The audience may have been less illustrious and smaller in Los Cristianos, Tenerife, a fishing village that has swelled into a major tourist centre, but Alexandra made her case with passion and commitment. Appropriately the hotel conference room was adorned with stunning images of the sea taken by locally Alex & Sergiobased photographer Sergio Hanquet (with Alex in pic). The local mayor was among the dignitaries seated at the top table with pride of place reserved in the middle for the visitor. Cutting through formality and setting an informal tone for the speech, Alexandra grabbed a microphone and perched on the end of the table.

The talk was wide ranging from the tell tale ocean damage caused to dolphins skins in Florida to the plastics that are so prevalent in the Atlantic that young albatross have been found with their skeletons containing traces of the material. With fishing and tourism the mainstays of the Tenerife economy, Alexandra called upon those present to choose carefully where they bought their tuna and prawns in restaurants and to send a clear financial message by making the responsibly caught ones the most popular. Individual choice and influence were key elements of her speech and the need to show share holders that the green option is good for them financially as well as better for the planet.

After the conference, there was a chance to enjoy some of the 30 attractions and events set up for the 4 day Aguaviva festival including stalls from other environmental groups, around the main square. One of the Artmore curious sites was a sculpture (left) by Gran Canarian artist, Agoney Santana. As part of the preamble to the festival, a stretch of rocky coast and sea was blitzed by a volunteer clean up team and produced 6,000 kilos of rubbish. The larger metal objects were collected and displayed in four large perspex cases in the heart of the tourist zone, a sad reminder of the disregard many show to their home environment.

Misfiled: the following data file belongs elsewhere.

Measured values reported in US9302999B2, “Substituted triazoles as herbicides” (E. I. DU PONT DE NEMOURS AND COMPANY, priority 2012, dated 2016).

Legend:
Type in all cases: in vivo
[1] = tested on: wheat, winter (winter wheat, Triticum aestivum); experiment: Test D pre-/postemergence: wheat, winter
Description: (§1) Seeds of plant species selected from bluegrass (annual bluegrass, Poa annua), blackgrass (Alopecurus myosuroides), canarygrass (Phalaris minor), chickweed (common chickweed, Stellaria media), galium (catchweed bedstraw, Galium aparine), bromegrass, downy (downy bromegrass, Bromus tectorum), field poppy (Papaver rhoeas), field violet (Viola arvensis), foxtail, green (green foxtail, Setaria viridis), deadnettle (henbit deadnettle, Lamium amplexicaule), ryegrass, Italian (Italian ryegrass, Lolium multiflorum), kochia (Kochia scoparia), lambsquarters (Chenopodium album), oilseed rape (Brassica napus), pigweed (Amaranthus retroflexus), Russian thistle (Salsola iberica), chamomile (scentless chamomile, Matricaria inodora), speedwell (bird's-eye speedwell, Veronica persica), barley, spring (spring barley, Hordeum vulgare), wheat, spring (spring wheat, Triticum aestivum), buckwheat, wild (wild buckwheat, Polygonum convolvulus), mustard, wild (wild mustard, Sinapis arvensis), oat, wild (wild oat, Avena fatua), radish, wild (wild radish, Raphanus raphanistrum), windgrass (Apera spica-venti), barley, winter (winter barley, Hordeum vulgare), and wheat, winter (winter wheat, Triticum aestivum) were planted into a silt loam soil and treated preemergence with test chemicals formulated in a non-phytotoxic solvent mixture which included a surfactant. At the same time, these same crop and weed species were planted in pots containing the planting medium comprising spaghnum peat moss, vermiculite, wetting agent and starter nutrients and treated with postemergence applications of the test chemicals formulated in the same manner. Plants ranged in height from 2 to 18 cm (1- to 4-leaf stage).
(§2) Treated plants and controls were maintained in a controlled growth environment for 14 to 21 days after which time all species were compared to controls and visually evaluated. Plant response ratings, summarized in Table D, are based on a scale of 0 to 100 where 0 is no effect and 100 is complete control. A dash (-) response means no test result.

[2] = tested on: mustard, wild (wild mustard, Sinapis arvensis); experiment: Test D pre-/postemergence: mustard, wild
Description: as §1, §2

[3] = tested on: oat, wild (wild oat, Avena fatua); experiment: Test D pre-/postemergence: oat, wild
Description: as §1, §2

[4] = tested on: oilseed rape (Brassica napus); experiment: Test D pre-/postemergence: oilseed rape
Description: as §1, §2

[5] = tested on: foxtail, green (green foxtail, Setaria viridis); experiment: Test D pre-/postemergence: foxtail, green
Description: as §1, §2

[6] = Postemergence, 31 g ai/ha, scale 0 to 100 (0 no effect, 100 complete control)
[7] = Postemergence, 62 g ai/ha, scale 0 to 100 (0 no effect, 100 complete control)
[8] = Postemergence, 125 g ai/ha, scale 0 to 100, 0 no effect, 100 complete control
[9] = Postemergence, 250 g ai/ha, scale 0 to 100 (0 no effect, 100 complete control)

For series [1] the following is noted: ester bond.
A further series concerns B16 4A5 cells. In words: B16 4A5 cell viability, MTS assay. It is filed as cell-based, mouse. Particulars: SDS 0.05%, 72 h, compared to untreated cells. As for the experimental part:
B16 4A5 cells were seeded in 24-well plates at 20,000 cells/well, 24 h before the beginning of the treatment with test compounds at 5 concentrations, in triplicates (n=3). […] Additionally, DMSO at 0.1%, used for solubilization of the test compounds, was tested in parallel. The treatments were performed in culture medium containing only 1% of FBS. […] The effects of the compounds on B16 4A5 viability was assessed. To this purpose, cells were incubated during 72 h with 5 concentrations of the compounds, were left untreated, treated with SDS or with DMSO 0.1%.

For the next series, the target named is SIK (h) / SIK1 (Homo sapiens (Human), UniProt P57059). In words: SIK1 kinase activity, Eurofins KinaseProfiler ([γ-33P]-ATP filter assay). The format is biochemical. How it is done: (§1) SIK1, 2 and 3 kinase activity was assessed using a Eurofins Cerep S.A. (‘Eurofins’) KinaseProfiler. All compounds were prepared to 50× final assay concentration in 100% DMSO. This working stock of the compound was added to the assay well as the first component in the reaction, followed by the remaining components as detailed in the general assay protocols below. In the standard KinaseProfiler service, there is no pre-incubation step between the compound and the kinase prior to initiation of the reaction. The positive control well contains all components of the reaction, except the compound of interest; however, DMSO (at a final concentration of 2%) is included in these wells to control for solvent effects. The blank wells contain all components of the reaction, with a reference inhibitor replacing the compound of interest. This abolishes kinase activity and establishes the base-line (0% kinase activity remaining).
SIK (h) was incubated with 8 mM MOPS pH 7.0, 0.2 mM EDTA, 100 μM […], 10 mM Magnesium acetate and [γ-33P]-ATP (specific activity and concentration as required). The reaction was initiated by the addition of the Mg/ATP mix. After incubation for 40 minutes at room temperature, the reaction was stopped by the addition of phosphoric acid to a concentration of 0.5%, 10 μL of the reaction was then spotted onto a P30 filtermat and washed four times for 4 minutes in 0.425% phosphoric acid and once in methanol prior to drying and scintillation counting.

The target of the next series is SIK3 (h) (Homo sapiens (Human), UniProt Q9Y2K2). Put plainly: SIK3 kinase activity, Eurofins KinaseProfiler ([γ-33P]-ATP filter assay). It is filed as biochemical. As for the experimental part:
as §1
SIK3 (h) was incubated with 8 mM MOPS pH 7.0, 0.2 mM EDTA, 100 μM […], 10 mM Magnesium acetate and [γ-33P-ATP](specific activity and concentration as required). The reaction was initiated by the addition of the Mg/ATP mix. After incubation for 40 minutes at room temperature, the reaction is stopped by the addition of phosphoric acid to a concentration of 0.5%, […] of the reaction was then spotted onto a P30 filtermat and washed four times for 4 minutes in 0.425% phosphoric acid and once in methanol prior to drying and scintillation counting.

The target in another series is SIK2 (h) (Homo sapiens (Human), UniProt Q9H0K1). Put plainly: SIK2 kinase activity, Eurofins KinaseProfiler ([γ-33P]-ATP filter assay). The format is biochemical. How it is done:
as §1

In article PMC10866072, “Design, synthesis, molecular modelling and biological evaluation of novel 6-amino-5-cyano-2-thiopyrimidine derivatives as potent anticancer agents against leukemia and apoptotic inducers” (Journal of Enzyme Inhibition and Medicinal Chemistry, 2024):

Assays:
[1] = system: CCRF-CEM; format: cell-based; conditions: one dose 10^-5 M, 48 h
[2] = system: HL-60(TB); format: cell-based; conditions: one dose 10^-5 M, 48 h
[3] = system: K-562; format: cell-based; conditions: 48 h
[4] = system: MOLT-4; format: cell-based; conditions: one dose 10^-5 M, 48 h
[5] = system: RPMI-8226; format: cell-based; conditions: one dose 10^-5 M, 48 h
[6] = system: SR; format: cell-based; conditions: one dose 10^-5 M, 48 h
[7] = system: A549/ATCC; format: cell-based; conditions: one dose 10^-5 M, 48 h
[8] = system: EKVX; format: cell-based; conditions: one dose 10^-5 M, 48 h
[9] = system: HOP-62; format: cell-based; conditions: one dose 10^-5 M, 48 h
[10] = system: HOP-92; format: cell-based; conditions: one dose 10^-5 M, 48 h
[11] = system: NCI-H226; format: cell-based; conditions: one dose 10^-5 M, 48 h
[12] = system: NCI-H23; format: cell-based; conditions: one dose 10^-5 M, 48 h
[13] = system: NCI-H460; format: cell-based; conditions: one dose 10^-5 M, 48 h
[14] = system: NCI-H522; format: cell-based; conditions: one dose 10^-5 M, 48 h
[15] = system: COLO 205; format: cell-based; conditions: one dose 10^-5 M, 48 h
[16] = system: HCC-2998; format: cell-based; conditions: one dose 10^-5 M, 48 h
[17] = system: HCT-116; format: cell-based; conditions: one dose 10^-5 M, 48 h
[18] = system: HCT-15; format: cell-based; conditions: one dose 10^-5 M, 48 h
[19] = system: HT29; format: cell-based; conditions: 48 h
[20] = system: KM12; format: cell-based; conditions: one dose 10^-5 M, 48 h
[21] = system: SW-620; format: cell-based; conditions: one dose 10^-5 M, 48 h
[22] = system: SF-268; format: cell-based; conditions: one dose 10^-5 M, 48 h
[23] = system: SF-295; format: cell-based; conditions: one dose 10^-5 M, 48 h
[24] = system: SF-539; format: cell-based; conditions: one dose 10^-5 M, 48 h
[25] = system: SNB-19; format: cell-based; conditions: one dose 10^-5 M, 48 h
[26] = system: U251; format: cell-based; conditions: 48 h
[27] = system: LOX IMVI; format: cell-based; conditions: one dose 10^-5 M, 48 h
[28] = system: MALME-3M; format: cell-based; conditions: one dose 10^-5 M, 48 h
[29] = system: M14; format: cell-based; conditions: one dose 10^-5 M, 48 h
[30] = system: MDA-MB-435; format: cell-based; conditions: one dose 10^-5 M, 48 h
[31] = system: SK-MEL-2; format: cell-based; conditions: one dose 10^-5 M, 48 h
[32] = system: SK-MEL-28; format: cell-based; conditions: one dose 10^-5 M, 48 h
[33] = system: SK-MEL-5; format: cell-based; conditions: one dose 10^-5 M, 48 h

Back at her hotel, Alexandra expanded on some of her driving motives. “At Earth Echo we believe in action, everything we do makes a difference, no matter how little. We want people to make their contribution and to use their power as consumers to make big business realise their responsibilities. Just recycling, using eco friendly cleaning materials and shopping around for thoughtfully produced goods all goes to make change.”

Questions raised during the open session after the speech had shown there was clearly a lot of local concern for practices in Spain and within Tenerife. Asked about Spanish fishing policy, Alexandra referred to it as “lagging behind and predatory”. Others queried the affect of commercial ferries in the local port.

Maybe most telling was the fact that the Aguaviva festival and Alexandra’s visit were framed by damming Greenpeace reports, the one before criticising Spain in general and the one a few days after identifying 20 illegal water pollution sites in and around the Tenerife capital of Santa Cruz. Many more tides will ebb and flow before the worlds oceans can be saved from destruction.